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NAIROBI, Kenya, May 26 – The Board of Directors of Equity Group Holdings Plc, the largest bank on the Nairobi Securities Exchange by market capitalization, has withdrawn its recommendation of a Ksh. 9.5 billion dividend payout to its shareholders.

The withdrawal of the dividend payout speaks to the Board’s assessment of risk, post balance sheet date of December 31, 2019 and of the Group’s approach to prudent risk mitigation and management.

The COVID-19 global health pandemic has led to a great lockdown which has induced a complex and multi-faceted global crisis of health, economic, and social challenges of an unprecedented magnitude.

The pandemic’s effects have created a significant drop in the global GDP, and a substantial loss of employment leading to an economic recession which economists are projecting will evolve into a global depression worse than the Great Depression of the 1930’s. The global economic outlook has worsened considerably since the beginning of the year.

The United Kingdom has entered a severe recession last experienced in the 17th Century, while the United States unemployment rate is expected to reach 25% by the end of 2020 with 39.6 million people already unemployed. The most recent global growth projections from the International Monetary Fund (IMF) have revised the global economic outlook to below the 2.9% achieved in 2019 from an initial projection of 3.3% to -3.0% (negative 3.0%) of GDP growth rate, which they feel is optimistic.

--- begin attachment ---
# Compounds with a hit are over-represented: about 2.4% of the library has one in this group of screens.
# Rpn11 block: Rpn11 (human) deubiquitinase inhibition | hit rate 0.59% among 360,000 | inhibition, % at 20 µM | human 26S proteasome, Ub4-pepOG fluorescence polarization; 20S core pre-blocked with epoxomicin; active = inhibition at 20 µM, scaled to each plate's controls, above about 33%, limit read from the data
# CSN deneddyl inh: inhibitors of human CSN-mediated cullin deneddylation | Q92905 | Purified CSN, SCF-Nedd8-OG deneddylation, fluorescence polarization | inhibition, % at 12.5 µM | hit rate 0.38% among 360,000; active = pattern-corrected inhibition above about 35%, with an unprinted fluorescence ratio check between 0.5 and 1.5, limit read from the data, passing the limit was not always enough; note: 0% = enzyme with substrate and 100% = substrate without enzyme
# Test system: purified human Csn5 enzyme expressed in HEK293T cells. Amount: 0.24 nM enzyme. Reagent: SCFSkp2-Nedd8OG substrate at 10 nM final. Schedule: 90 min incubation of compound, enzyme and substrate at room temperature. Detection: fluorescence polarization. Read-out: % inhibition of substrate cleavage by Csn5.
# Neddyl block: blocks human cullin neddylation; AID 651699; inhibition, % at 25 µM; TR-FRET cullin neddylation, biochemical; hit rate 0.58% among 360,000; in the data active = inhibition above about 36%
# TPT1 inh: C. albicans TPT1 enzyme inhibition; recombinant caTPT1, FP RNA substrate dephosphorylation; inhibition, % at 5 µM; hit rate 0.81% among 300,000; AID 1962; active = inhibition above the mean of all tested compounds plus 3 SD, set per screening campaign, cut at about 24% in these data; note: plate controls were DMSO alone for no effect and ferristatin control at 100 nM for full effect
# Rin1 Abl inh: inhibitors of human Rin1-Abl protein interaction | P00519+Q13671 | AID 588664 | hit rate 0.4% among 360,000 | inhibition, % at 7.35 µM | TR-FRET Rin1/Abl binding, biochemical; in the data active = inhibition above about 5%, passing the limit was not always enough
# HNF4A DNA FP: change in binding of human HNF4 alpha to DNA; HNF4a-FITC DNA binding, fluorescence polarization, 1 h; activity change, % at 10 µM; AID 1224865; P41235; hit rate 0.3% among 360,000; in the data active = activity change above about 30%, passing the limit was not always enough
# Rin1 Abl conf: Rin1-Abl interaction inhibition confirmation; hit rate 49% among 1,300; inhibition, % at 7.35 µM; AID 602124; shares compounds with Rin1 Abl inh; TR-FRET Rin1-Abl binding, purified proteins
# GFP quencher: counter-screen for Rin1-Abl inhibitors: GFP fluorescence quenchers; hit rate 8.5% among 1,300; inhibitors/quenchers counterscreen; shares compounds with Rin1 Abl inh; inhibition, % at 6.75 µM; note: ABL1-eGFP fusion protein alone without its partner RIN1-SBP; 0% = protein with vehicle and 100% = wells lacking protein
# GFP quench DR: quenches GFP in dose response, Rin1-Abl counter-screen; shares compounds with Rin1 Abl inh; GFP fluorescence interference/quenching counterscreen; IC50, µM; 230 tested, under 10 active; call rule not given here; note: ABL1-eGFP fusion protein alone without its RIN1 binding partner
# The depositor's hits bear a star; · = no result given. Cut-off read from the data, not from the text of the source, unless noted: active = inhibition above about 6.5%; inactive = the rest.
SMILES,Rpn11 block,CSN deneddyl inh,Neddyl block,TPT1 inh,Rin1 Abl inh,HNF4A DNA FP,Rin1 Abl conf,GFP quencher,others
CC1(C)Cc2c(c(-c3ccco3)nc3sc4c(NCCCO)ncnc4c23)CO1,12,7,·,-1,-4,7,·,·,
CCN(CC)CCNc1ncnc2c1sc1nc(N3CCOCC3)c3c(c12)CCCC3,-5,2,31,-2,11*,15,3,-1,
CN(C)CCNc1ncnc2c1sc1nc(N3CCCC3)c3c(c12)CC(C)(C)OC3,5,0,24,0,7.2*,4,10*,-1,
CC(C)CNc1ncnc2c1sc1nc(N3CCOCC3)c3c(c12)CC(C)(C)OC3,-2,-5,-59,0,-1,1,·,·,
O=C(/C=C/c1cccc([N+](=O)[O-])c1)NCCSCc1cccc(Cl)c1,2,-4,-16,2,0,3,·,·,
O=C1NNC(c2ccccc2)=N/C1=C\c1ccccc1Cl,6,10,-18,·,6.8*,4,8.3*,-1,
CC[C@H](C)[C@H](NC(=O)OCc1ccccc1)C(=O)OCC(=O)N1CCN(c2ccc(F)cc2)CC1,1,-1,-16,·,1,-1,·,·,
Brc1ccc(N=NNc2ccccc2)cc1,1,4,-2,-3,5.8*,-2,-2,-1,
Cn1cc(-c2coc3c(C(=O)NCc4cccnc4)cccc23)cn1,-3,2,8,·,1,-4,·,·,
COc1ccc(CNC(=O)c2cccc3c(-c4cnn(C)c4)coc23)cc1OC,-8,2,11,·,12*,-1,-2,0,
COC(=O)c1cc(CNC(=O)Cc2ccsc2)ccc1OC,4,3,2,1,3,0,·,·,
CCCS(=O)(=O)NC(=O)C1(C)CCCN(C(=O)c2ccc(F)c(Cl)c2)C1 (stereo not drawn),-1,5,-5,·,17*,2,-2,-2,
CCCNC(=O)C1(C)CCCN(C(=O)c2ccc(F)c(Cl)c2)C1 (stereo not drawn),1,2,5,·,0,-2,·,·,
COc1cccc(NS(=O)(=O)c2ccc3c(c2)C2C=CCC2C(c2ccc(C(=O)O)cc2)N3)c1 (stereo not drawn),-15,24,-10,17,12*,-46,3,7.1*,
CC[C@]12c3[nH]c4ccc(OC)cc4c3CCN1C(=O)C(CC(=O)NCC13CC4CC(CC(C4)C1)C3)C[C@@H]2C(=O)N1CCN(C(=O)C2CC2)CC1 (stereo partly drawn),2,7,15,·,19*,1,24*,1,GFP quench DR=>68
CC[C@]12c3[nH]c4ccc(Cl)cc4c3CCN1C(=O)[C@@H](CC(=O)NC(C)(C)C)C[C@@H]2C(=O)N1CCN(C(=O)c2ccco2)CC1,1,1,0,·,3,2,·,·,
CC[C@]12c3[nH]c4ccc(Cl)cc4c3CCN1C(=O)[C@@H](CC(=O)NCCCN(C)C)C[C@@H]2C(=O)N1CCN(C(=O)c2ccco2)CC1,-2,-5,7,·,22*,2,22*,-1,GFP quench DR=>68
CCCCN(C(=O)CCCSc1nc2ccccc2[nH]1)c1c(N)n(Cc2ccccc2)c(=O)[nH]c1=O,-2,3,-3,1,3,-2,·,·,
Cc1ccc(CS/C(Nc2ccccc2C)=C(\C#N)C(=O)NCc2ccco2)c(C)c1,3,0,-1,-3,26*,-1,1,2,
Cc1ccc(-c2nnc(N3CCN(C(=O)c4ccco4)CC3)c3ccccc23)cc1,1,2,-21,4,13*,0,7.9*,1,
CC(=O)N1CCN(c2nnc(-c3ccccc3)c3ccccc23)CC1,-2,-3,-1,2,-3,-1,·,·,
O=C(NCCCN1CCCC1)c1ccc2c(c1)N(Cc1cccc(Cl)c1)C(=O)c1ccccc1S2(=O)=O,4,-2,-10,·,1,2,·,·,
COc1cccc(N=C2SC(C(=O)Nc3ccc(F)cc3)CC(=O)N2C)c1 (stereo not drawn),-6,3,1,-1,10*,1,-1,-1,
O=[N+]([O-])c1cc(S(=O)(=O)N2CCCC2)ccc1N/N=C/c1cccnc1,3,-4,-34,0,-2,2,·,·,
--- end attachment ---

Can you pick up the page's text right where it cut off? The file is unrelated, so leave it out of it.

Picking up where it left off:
Cautiously, the IMF also projects that if the pandemic fades in the second half of 2020 and if policy actions taken around the world are effective in preventing widespread bankruptcies, extended job losses, and system-wide financial strains, global growth could rebound to 5.8% in 2021.

“The Equity Group Holdings Board took a conservative approach that recognizes the emerging unquantified risk of the pandemic and opted to preserve capital in the face of the prevailing uncertainty,” said Dr. James Mwangi, the Group CEO and Managing Director. He added that, “A strong capital and liquidity position gives us the strength and capacity to cushion our business and accommodate and walk with our customers during these challenging times”.